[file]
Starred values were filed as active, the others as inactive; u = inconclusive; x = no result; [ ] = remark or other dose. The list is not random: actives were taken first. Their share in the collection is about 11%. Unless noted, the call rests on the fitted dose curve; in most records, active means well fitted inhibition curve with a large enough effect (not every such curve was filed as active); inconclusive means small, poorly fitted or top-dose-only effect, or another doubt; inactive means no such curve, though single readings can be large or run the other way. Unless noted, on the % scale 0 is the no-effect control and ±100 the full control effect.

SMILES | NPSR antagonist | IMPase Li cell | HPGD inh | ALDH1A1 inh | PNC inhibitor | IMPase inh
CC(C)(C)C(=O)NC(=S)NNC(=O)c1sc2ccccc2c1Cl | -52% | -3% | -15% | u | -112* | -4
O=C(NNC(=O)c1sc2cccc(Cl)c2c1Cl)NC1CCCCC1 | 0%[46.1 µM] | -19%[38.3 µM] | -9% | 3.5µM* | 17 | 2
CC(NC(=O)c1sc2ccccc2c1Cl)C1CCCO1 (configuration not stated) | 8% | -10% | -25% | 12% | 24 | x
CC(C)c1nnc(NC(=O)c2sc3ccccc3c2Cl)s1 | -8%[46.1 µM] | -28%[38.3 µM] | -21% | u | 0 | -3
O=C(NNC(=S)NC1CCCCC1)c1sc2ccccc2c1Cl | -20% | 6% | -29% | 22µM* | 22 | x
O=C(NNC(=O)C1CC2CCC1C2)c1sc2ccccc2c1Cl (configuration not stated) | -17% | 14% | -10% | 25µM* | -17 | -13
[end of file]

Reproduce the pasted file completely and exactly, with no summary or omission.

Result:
Starred values were filed as active, the others as inactive; u = inconclusive; x = no result; [ ] = remark or other dose. The list is not random: actives were taken first. Their share in the collection is about 11%. Unless noted, the call rests on the fitted dose curve; in most records, active means well fitted inhibition curve with a large enough effect (not every such curve was filed as active); inconclusive means small, poorly fitted or top-dose-only effect, or another doubt; inactive means no such curve, though single readings can be large or run the other way. Unless noted, on the % scale 0 is the no-effect control and ±100 the full control effect.

SMILES | NPSR antagonist | IMPase Li cell | HPGD inh | ALDH1A1 inh | PNC inhibitor | IMPase inh
CC(C)(C)C(=O)NC(=S)NNC(=O)c1sc2ccccc2c1Cl | -52% | -3% | -15% | u | -112* | -4
O=C(NNC(=O)c1sc2cccc(Cl)c2c1Cl)NC1CCCCC1 | 0%[46.1 µM] | -19%[38.3 µM] | -9% | 3.5µM* | 17 | 2
CC(NC(=O)c1sc2ccccc2c1Cl)C1CCCO1 (configuration not stated) | 8% | -10% | -25% | 12% | 24 | x
CC(C)c1nnc(NC(=O)c2sc3ccccc3c2Cl)s1 | -8%[46.1 µM] | -28%[38.3 µM] | -21% | u | 0 | -3
O=C(NNC(=S)NC1CCCCC1)c1sc2ccccc2c1Cl | -20% | 6% | -29% | 22µM* | 22 | x
O=C(NNC(=O)C1CC2CCC1C2)c1sc2ccccc2c1Cl (configuration not stated) | -17% | 14% | -10% | 25µM* | -17 | -13